77 W. Minnesota Park Blvd. | Hammond, Louisiana
The What and the Why
Hammond Square Self Storage is the new construction of a roughly 94,000-square-foot climate-controlled self-storage facility located on 2.28 acres of raw land, directly behind an existing retail corner and just across the street from Hammond Square shopping center. The main building is three stories tall and contains 626 storage units. There is an ancillary building that is not climate-controlled with 15 units for boat & RV storage. Stirling Properties served as the developer of the facility. This site, adjacent to a functioning rail line, was excess acreage from a land acquisition ten-plus years ago for the development of a pharmacy and neighboring strip center.
Stirling Properties has had a pulse on the storage industry for several years now. We currently manage self-storage facilities in Houma and Lafayette, Louisiana (along with this new addition to the portfolio). Each of these is owned and was developed by Stirling Properties affiliated entities.
After engaging an acclaimed self-storage consultant, reviewing feasibility study information, and performing our own market analysis – primarily focusing on rental and occupancy rates in the Hammond region – we determined the potential of this location was highly indicative of a successful project.
In the past, we had repurposed former retail spaces into self-storage facilities as “second generation” uses, but this was our first foray into this product type, utilizing new, ground-up construction. The industry-wide surge in requests for material and labor, combined with the looming threat of government-imposed steel tariffs, had an immediate impact on both our cost and schedule. We issued the Notice to Proceed (NTP) to our General Contractor (GC) at a time of peak demand in the marketplace – the first week of January 2018. Immediately following the NTP, our GC contacted the original Pre-Engineered Metal Building (PEMB) supplier who had priced our job in October/November 2017, and they were no longer able to schedule us into 2018 due to PEMB material demands across the country!
We traditionally negotiate our contracts with general contractors, as opposed to soliciting bids. One byproduct of this process is establishing a certain degree of trust and mutual support. As soon as we realized there could be significant cost increases and schedule delays, our development team sat down with the GC to revisit the entire project scope. We quickly converted this project into more of a design-build approach. In doing so, it allowed us to make seemingly minor design modifications (e.g., switching to a 10’ high glass storefront instead of 10’3” height – standard sizing vs. custom sizing), which resulted in substantial cost savings throughout the project. These savings were then used to offset the increased pricing associated with structural steel, pre-fab sheet metal, etc., which were occurring throughout the industry.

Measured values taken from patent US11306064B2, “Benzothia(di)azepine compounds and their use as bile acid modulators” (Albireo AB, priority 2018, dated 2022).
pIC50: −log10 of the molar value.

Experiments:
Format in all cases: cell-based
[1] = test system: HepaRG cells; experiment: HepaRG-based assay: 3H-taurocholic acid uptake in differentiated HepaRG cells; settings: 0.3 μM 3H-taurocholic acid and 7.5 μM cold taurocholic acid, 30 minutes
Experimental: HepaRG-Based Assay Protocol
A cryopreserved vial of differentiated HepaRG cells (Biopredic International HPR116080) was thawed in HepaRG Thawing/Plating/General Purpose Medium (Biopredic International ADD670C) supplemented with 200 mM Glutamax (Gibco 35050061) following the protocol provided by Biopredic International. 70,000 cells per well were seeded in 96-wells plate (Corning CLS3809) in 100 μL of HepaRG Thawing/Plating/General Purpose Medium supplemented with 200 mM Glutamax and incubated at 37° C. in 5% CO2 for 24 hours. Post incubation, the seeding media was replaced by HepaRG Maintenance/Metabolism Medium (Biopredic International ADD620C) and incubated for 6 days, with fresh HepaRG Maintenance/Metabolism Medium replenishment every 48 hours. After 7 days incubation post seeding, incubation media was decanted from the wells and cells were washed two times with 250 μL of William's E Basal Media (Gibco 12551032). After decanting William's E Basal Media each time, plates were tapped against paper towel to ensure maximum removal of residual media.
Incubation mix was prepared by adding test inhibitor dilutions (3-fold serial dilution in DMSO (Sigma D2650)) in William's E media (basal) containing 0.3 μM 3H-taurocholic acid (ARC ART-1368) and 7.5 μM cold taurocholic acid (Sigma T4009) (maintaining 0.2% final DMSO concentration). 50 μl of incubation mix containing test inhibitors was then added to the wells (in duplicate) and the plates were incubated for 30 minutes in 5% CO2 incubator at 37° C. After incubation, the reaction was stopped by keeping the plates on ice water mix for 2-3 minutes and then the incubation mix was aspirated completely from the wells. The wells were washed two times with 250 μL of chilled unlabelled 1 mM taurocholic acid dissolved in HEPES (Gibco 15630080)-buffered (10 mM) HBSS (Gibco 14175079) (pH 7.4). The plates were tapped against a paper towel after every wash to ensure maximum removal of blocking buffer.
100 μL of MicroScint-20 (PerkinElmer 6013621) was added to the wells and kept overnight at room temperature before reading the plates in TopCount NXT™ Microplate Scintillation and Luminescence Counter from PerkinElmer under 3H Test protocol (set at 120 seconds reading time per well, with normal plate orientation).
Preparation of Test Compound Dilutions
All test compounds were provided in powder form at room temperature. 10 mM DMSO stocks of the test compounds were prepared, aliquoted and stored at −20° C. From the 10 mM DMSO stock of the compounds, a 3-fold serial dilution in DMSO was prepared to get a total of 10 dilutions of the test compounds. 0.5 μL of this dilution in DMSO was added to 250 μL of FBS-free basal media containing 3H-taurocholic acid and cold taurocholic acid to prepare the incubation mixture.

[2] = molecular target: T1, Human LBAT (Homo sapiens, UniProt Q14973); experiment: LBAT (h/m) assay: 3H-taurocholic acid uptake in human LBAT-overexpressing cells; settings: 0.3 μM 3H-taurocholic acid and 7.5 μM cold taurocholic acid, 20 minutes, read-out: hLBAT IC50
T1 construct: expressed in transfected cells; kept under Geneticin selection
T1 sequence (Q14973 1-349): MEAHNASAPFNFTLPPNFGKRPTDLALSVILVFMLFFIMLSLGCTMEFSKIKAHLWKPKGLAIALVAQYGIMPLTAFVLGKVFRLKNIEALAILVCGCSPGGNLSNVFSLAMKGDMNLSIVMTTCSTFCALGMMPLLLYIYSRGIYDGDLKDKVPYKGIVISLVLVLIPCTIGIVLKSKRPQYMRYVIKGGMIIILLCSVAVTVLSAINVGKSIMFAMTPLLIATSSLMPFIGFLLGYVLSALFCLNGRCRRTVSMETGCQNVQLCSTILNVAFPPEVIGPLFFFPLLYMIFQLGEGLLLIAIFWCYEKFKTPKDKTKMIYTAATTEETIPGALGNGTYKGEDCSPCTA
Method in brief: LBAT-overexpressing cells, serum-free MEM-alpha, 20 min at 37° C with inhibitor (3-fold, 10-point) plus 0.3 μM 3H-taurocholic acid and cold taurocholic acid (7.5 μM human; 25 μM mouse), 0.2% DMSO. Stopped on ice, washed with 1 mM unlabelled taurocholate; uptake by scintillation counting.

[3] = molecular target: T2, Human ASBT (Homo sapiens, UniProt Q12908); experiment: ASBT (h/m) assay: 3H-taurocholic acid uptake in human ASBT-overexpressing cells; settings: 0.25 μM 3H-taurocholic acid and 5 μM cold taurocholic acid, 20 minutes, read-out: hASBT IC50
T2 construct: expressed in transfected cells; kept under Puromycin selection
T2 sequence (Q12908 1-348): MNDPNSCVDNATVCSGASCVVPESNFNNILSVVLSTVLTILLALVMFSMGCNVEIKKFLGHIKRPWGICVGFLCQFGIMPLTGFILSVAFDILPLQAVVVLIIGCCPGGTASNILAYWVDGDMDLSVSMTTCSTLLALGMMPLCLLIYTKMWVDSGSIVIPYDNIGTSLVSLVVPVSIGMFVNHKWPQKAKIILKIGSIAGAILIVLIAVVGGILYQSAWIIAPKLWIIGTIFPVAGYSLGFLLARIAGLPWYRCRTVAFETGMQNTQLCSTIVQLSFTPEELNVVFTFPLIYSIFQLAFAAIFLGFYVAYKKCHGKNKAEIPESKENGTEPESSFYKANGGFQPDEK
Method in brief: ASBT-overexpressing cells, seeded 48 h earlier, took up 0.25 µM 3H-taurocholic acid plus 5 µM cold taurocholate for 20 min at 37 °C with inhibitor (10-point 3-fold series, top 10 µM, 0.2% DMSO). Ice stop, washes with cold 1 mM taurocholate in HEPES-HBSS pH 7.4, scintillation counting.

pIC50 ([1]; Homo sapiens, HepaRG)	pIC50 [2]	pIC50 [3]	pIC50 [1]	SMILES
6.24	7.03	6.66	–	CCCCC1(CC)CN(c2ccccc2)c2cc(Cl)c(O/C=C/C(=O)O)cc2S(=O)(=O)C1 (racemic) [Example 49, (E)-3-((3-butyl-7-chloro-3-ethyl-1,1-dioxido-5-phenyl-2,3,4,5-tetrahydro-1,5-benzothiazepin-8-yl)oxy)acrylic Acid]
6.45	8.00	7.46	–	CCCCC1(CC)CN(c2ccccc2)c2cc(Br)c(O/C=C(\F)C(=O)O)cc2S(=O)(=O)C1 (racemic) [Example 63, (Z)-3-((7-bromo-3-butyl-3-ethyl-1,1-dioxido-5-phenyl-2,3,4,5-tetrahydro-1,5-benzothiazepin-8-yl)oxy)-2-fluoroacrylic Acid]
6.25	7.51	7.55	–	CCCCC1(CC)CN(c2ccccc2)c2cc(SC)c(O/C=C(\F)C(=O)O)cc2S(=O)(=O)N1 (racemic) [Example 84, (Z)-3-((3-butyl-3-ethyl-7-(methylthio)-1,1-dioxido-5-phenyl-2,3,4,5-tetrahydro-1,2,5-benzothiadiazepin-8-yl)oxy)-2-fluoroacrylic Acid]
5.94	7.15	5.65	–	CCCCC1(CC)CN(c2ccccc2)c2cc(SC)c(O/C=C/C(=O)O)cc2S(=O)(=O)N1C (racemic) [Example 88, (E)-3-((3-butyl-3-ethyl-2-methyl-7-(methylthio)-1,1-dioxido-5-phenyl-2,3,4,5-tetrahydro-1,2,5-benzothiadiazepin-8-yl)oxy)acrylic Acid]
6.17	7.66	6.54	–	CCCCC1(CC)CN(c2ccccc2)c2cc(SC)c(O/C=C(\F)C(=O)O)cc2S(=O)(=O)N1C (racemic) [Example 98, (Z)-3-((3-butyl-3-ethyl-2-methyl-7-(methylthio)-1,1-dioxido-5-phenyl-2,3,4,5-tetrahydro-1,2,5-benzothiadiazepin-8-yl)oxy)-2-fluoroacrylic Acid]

The timing issues were multi-faceted. Once our original intended supplier informed us that they couldn’t get to us until 2019, our GC contracted with a PEMB supplier to provide the structural shell and a self-storage supplier to provide and install the corridor system. As demand for PEMBs (and specifically self-storage facilities) spiked around the country, various building materials began to dissipate. Imagine a do-it-yourself piece of furniture arriving in a box at your home – with a few key parts missing. At this point, we decided to hone in on the delivery of materials on a floor-by-floor, as needed basis. This meant, for example, instead of receiving all associated materials from the same supplier as initially planned, we wound up sourcing a variety of materials from local, small shop vendors. As we modified our schedule, we also got permission from the appropriate local and state authorities to open the office and ground floor units for business while the second and third floors were still being built out. The boat & RV storage building subsequently slid to the back of the schedule.
Every project has its hurdles. A solid, working relationship with your General Contractor – and maintaining open lines of communication – can make all obstacles surmountable.
Ultimately, our timeline extended out about three months from our original construction schedule. However, we were able to stay within our overall development budget. Considering that this was going to be a business we operated internally, we determined that we could live with the delayed opening so long as we kept project costs under control. An oft-recited expression is about knowing “when to hold ‘em and when to fold ‘em.” In a roundabout way, we ‘folded’ on timing, but ‘held’ on cost. Taking all things into consideration, we can chalk this one up as a win!